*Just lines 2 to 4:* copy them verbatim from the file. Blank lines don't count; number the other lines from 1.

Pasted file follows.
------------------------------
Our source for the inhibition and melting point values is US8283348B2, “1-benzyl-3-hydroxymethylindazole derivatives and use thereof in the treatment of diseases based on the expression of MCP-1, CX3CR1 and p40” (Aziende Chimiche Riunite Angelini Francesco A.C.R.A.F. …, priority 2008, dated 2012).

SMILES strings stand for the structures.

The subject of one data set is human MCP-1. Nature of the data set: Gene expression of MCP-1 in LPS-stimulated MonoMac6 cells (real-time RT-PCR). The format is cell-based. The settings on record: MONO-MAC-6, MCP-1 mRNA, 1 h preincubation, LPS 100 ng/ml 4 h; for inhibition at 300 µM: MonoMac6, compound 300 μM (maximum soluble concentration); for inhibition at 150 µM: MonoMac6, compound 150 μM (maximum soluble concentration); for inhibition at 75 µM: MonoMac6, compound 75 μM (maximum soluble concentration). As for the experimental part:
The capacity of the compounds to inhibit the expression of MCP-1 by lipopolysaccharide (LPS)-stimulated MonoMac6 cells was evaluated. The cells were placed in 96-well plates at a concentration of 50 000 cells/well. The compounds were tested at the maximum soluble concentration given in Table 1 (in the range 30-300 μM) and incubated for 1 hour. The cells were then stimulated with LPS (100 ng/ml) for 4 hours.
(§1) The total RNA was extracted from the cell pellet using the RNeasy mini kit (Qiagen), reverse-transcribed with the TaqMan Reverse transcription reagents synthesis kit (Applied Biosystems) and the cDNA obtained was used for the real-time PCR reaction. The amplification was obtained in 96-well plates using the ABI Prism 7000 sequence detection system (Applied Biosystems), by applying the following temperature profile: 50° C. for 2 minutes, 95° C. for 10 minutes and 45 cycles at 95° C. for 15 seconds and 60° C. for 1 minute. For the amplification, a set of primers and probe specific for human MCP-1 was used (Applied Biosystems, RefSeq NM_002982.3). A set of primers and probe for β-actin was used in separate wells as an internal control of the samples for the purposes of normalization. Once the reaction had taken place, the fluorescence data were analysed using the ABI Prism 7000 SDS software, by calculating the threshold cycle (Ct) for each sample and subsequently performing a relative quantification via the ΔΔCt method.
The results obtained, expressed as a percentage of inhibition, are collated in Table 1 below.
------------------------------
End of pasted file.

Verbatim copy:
SMILES strings stand for the structures.

The subject of one data set is human MCP-1. Nature of the data set: Gene expression of MCP-1 in LPS-stimulated MonoMac6 cells (real-time RT-PCR). The format is cell-based. The settings on record: MONO-MAC-6, MCP-1 mRNA, 1 h preincubation, LPS 100 ng/ml 4 h; for inhibition at 300 µM: MonoMac6, compound 300 μM (maximum soluble concentration); for inhibition at 150 µM: MonoMac6, compound 150 μM (maximum soluble concentration); for inhibition at 75 µM: MonoMac6, compound 75 μM (maximum soluble concentration). As for the experimental part:
The capacity of the compounds to inhibit the expression of MCP-1 by lipopolysaccharide (LPS)-stimulated MonoMac6 cells was evaluated. The cells were placed in 96-well plates at a concentration of 50 000 cells/well. The compounds were tested at the maximum soluble concentration given in Table 1 (in the range 30-300 μM) and incubated for 1 hour. The cells were then stimulated with LPS (100 ng/ml) for 4 hours.